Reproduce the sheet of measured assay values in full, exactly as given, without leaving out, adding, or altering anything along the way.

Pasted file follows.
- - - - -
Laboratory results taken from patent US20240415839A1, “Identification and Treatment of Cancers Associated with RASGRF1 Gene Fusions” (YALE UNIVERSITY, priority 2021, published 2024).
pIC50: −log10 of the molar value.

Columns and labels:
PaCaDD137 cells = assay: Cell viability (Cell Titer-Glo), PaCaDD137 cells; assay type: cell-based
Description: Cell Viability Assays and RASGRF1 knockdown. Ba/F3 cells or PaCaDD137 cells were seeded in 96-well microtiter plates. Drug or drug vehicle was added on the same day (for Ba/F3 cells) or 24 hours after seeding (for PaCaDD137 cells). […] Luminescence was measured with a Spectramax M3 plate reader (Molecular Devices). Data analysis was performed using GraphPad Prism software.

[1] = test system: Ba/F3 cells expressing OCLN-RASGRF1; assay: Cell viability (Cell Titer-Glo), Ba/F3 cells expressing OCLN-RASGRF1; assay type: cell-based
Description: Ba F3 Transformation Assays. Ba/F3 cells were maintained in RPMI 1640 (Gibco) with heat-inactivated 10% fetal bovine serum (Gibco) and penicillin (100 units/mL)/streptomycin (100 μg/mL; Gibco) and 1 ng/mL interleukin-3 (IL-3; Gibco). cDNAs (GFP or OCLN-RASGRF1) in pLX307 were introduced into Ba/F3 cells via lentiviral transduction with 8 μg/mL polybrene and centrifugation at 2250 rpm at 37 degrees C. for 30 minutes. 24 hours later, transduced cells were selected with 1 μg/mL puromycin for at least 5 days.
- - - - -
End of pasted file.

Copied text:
Laboratory results taken from patent US20240415839A1, “Identification and Treatment of Cancers Associated with RASGRF1 Gene Fusions” (YALE UNIVERSITY, priority 2021, published 2024).
pIC50: −log10 of the molar value.

Columns and labels:
PaCaDD137 cells = assay: Cell viability (Cell Titer-Glo), PaCaDD137 cells; assay type: cell-based
Description: Cell Viability Assays and RASGRF1 knockdown. Ba/F3 cells or PaCaDD137 cells were seeded in 96-well microtiter plates. Drug or drug vehicle was added on the same day (for Ba/F3 cells) or 24 hours after seeding (for PaCaDD137 cells). […] Luminescence was measured with a Spectramax M3 plate reader (Molecular Devices). Data analysis was performed using GraphPad Prism software.

[1] = test system: Ba/F3 cells expressing OCLN-RASGRF1; assay: Cell viability (Cell Titer-Glo), Ba/F3 cells expressing OCLN-RASGRF1; assay type: cell-based
Description: Ba F3 Transformation Assays. Ba/F3 cells were maintained in RPMI 1640 (Gibco) with heat-inactivated 10% fetal bovine serum (Gibco) and penicillin (100 units/mL)/streptomycin (100 μg/mL; Gibco) and 1 ng/mL interleukin-3 (IL-3; Gibco). cDNAs (GFP or OCLN-RASGRF1) in pLX307 were introduced into Ba/F3 cells via lentiviral transduction with 8 μg/mL polybrene and centrifugation at 2250 rpm at 37 degrees C. for 30 minutes. 24 hours later, transduced cells were selected with 1 μg/mL puromycin for at least 5 days.